Drug-fueled tales of American excess are often divisive, Pain & Gain and The Wolf of Wall Street are recent examples, using the excess as an indictment on American society, Fear and Loathing carries with it a dual indictment. In one broad stroke, the film and the novel use Las Vegas as the mecca of American excess and the drug-addled behavior of its leads as an indictment upon the failed realization of the attempts at social change of the ‘60s. While there are numerous moments where the excess of Duke and Gonzo are hilarious, they reach a point where they go beyond the pale into unforgivable territory, namely the dinner scene. During the Wave Speech, Thompson mournfully acknowledges the failings of the ‘60s, something that would carry on beyond this work, culminating with landslide reelection of Richard Nixon in 1972. Though he can lament about, “All those pathetically eager acid freaks who thought they could buy Peace and Understanding for three bucks a hit,” he’s not much better as he consumes acid, coke, ether, and everything under the sun in his own savage journey into the heart of the American Dream.

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Fear and Loathing marked a turning point in the career of Johnny Depp. Always a respected oddball in the Hollywood world, Depp would soon turn away from these bizarre, challenging roles and settle into a habit of forced eccentricities. Like Orson Welles with his varied prosthetics, Depp would start using odd hats and an almost always Thompson-like mannerism as his trademark. Though Depp’s recent work has become less than stellar, he did start a lasting friendship with Thompson that would last until the author’s death in 2005. Thompson shaved Depp’s head, lent him clothes from his personal wardrobe, and even provided Depp with his car that would be used in the film. Depp would wind up paying for Hunter’s funeral, a lavish affair with a massive two-thumbed fist and the author’s ashes fired off within the fireworks at the festivities – these plans were made in the late ‘70s and are in a BBC documentary that is also on the Criterion Collection blu-ray of the film (it’s really an excellent release). Over a decade later, Depp would play another Thompson creation in The Rum Diary, directed Bruce Robinson, who was offered Fear and Loathing and declined. But Depp wasn’t the only actor to ever play Thompson and strike up a lasting friendship. Bill Murray played Thompson in the vastly inferior Where the Buffalo Roam, and the two remained friends until the author’s death, his final published column was entitled Shotgun Golf with Bill Murray.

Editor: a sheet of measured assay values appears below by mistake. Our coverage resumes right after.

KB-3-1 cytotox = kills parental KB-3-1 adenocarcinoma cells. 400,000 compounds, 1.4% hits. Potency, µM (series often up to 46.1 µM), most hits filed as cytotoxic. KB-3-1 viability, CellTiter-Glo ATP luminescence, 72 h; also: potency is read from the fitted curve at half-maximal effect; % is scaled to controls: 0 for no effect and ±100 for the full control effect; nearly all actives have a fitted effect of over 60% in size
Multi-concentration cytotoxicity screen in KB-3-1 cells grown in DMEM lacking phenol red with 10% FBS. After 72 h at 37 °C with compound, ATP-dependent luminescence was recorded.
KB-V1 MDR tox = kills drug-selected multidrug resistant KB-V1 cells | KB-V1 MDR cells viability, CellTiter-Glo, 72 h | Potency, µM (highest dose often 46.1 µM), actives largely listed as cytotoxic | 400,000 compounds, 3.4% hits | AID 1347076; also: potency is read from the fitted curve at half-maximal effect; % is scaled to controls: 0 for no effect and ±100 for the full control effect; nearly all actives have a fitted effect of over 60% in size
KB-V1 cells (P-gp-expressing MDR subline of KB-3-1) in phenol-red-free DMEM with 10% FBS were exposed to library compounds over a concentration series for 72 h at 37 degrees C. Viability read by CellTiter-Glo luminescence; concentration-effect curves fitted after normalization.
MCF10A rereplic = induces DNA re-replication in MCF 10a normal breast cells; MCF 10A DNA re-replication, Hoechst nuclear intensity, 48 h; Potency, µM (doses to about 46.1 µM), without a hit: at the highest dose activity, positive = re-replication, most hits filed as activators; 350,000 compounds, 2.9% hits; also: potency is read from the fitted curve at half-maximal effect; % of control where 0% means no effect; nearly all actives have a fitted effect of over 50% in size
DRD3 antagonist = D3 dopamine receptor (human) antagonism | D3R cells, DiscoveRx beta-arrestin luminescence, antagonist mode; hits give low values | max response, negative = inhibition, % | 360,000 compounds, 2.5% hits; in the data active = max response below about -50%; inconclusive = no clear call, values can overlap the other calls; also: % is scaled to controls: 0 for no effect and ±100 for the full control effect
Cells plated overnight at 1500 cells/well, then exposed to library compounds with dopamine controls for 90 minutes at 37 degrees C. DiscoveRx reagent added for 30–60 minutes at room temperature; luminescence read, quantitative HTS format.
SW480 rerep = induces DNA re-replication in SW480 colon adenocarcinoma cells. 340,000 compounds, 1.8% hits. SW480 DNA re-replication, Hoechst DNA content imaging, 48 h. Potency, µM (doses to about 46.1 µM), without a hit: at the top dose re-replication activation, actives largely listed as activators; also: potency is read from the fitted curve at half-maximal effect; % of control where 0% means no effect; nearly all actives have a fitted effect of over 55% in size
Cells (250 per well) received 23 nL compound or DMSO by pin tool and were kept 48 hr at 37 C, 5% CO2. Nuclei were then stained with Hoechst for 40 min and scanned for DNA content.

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I think there are a few parallels between the careers of Thompson and Gilliam. Thompson was a unique writer whose odd voice and excess was praised at first but after a while became criticized for being derivative, some saying bordering on self-parody. Gilliam was praised for his own unique excess, though his recent work has been derided, and some rightfully so. Sometimes there’s this expectation that artists should be themselves except when we don’t want them to. Despite each of their faults, they remained true to themselves. The prophetic indignation of Thompson’s work was there right to the very end – read his post-9/11 piece and tell me he wasn’t right. On the other hand, Gilliam has fought to bring his large visions to the screen, sometimes bringing him to the brink of his own sanity. The two are responsible for great works of American art. For that one sweet moment, their manic visions collided into a one-of-a-kind film, a fun, grotesque journey into a bygone era and its failed dreams and potential.